Negligent Audit Suit In California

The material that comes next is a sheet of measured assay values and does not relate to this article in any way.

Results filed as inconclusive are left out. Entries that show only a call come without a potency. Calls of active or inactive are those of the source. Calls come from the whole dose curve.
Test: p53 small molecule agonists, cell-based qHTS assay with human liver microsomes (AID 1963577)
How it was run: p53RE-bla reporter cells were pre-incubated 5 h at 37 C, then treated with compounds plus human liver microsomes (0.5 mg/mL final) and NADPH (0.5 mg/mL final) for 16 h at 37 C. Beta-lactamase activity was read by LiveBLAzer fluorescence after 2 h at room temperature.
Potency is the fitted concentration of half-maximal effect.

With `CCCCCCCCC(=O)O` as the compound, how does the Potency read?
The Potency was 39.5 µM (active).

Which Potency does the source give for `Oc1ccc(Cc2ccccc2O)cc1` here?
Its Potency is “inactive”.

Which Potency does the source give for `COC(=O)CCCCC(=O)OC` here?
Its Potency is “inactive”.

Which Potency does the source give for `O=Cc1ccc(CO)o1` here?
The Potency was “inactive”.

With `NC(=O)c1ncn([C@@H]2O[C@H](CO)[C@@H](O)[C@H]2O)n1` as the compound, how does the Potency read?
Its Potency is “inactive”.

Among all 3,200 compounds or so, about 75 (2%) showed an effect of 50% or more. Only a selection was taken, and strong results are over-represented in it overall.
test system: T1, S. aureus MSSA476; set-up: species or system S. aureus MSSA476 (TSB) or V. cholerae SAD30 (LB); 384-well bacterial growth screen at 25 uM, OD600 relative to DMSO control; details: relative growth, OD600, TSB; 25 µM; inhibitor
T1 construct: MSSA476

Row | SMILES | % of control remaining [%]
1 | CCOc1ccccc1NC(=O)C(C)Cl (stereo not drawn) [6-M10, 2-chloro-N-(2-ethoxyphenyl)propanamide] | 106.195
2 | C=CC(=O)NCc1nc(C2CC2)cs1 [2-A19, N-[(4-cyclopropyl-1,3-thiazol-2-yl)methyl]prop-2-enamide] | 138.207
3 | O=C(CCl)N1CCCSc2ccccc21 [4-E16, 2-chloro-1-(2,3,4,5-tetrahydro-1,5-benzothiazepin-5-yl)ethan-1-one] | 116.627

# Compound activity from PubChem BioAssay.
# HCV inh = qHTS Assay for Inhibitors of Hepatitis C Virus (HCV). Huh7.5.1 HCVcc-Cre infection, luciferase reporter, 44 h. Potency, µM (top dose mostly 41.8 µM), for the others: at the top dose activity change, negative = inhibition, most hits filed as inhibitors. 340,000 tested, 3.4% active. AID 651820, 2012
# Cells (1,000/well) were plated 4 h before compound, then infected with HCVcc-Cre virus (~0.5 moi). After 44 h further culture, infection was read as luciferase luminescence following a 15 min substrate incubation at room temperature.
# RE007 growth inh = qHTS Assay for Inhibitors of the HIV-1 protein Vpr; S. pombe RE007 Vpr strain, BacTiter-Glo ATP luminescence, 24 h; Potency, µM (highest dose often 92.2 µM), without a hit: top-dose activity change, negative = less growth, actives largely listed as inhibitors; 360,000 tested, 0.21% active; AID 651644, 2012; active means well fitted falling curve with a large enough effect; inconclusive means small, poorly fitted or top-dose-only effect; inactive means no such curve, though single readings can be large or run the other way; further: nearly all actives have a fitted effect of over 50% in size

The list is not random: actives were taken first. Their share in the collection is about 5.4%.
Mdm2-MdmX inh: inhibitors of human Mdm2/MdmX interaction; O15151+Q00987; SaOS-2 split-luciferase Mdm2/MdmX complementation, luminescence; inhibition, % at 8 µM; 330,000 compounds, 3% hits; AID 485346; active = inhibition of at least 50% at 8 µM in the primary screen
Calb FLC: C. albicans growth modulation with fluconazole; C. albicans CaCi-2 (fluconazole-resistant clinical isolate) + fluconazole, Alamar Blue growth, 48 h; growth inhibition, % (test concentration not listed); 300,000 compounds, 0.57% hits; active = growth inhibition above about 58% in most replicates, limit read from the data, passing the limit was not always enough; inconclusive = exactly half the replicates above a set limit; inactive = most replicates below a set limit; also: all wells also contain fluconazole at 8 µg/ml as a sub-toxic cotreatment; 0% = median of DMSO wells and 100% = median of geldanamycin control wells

In Arthur Andersen v. Superior Court (1998), we noted that AA performed an audit of the 1991 financial statements of Cal-American. As required by section 900.2, AA's audit report was filed with the Commissioner. The Commissioner's staff allegedly relied on AA's unqualified audit opinion to accept that Cal-American's financial statements fairly represented its financial position in accordance with generally accepted accounting principles. Since the financial statements showed Cal-American to be solvent, no regulatory action was taken. In actual fact, Cal-American was insolvent. Its financial statements materially misrepresented its true financial condition by failing to disclose that a significant portion of Cal-American's assets were encumbered as a result of related party transactions. (Andersen, supra, 67 Cal. App. 4th at pp. 1483-1484.) By the time the Commissioner discovered Cal-American's true insolvent condition, Cal-American had allegedly descended deeper into insolvency, and had become unable to pay an increased amount of insurance claims. The Commissioner instituted conservation proceedings that were later converted into liquidation proceedings. The Commissioner then filed suit for professional negligence and negligent misrepresentation against AA, claiming that he would have acted sooner and would have reduced the losses caused by Cal-American's deepening insolvency if AA's audit report had been accurate. (Id. at pp. 1484-1485.) AA moved for summary judgment and summary adjudication, contending that AA owed no duty to the interests represented by the Commissioner. The trial court denied AA's motion. AA then petitioned for a writ of mandate. (Andersen, supra, 67 Cal. App. 4th at p. 1485.) the primary issue was whether AA was entitled to summary judgment on the authority of Bily. We summarized Bily as follows: "The universe of persons to whom an auditor can be liable for a negligent audit is determined according to section 552 of the Restatement Second of Torts (Restatement 552). According to Restatement 552, as interpreted in Bily, an auditor may be liable for negligence to the audit client, and for negligent misrepresentation to 'those persons who act in reliance upon those misrepresentations in a transaction which the auditor intended to influence.' (Bily, supra, 3 Cal. 4th at p. 376.) On the other hand, audit reports are often widely disseminated, and the auditor's potential liability does not extend to the entire universe of third persons who might possibly read an audit report. This limitation on the universe of potential plaintiffs was deemed necessary to avoid liability out of proportion to the auditor's degree of fault and unrelated to the degree of connection between an auditor's report and a third party's injuries. (Id. at pp. 401-402.)" (Andersen, supra, 67 Cal. App. 4th at p. 1485.) We concluded, "An issue is thus posed as to whether the Insurance Commissioner, with whom an audit report must be filed by statute, is within the universe of permissible plaintiffs defined in Bily." (Ibid.) We held that "the Insurance Commissioner, in his capacity as liquidator of Cal-American's estate, may recover from AA on behalf of the liquidation estate (for the benefit of policyholders and others having claims against the liquidation estate) for damage caused to the liquidation estate by negligent misrepresentations in AA's audit report." (Andersen, supra, 67 Cal. App. 4th at p. 1486, italics added.) As to the professional negligence cause of action, we stated: "Although (as held in Bily) the Insurance Commissioner can recover from AA for professional negligence only if the Insurance Commissioner was AA's audit client, the issue of who was the audit client was not fully developed in the trial court." (Id. at pp. 1486-1487, 79 Cal. Rptr. 2d 879.) "For example, the record does not contain AA's audit engagement letter. In addition, AA's separate statement says nothing about how AA was retained for this audit. It implicitly appears to be the case that AA's engagement was solely with Cal-American, and that the Insurance Commissioner was at most an expected beneficiary by reason of Insurance Code Section 900.2. If this is correct, AA will be entitled to judgment on the Insurance Commissioner's negligence (as opposed to the negligent misrepresentation) claim." (Id. at p. 1487, fn. 2.)